Volunteer Managers: Worth the Investment
Engaging volunteers to help a child succeed in school, a family secure financial stability and a community embrace healthy habits will create a better life for all. United Way and nearly all charitable organizations rely on volunteers to help achieve our missions. Volunteers are our most valuable asset. Not only do they help advance the common good, they are goodwill ambassadors for our organizations and many also make financial contributions that sustain our work.
Behind every great team of volunteers, however, is a great volunteer manager. Experienced and knowledgeable volunteer managers are as important as the volunteers themselves in advancing the common good and in helping their organization thrive. A survey of area nonprofits by United Way of Central Indiana found that 56% of nonprofits had to turn away volunteers because they lacked the capacity to provide a quality volunteer experience. Nonprofits simply cannot afford to lose volunteers, whether they be individuals, groups, or companies seeking volunteer opportunities for their employees.
It stands to reason, then, that charitable organizations should make an investment in their volunteer managers. While online resources for learning how to recruit, manage, and retain volunteers are plentiful, there is nothing like learning from your peers and more experienced people in the field.
That’s why more and more United Ways are offering training to volunteer managers. Local nonprofits asked United Way of Buffalo and Erie County to create and deliver a training program to help volunteer managers learn and grow in their role. The yearly, eight-week training includes a three-hour class on a different topic each week. The classes attract long-time volunteer managers and people who are just getting started in the field. Topics covered include: engaging high school and college students; dealing with difficult volunteers; using social media; measuring the impact of volunteers and more.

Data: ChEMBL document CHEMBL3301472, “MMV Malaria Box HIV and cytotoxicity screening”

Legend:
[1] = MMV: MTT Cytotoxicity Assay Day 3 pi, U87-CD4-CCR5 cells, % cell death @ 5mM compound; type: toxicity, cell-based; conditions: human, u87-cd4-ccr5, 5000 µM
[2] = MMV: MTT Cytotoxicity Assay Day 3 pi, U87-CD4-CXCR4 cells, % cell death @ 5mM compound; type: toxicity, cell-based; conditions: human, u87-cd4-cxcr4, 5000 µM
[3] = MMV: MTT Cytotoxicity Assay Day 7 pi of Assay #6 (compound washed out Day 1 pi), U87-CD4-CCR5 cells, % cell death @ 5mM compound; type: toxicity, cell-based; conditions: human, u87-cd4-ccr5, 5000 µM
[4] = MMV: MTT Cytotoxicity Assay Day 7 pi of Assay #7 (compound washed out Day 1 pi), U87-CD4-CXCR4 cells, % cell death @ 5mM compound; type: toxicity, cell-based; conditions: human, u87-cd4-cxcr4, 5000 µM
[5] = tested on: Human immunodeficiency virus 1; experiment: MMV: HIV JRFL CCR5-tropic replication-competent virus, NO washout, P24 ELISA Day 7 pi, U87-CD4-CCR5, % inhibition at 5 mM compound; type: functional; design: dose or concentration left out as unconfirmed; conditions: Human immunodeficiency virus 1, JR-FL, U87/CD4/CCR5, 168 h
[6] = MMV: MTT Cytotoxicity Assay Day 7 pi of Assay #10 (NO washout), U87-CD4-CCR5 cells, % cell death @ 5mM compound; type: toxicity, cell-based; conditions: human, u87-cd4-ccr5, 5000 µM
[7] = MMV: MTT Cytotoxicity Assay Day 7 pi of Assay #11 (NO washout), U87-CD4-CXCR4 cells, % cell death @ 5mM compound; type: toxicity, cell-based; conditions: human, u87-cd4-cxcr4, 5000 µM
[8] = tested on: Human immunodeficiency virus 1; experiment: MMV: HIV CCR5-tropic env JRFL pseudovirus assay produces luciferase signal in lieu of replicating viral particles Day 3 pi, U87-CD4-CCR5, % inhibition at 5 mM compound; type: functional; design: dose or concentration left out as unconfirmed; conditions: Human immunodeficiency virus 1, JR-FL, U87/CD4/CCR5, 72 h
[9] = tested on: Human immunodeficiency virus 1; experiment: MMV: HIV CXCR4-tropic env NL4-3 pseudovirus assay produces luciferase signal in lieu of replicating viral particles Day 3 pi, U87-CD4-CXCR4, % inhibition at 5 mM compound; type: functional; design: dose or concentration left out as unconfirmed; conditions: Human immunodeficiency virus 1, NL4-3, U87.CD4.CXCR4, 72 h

United Way of Salt Lake offers volunteer manager trainings twice a month. United Way partners with four universities in the area to sponsor Volunteer Management Training at Salt Lake Community College. United Way of Central Indiana offers a wide range of training programs for volunteers, volunteer managers and others in the nonprofit sector. For example, the Volunteer Innovation Partnership is a year-long program where a small group of volunteer managers learn advanced management skills through instruction and applied learning, creating such products as strategic plans, program assessments and tools for measuring the volunteer program’s ROI.
With baby boomers retiring and more and more millennials seeking volunteer experiences through their employers, a surge in volunteers is likely. Nonprofits that invest in volunteer managers now will be able to attract and retain volunteers in the future, and better channel their time and talent for the common good.comments powered by Disqus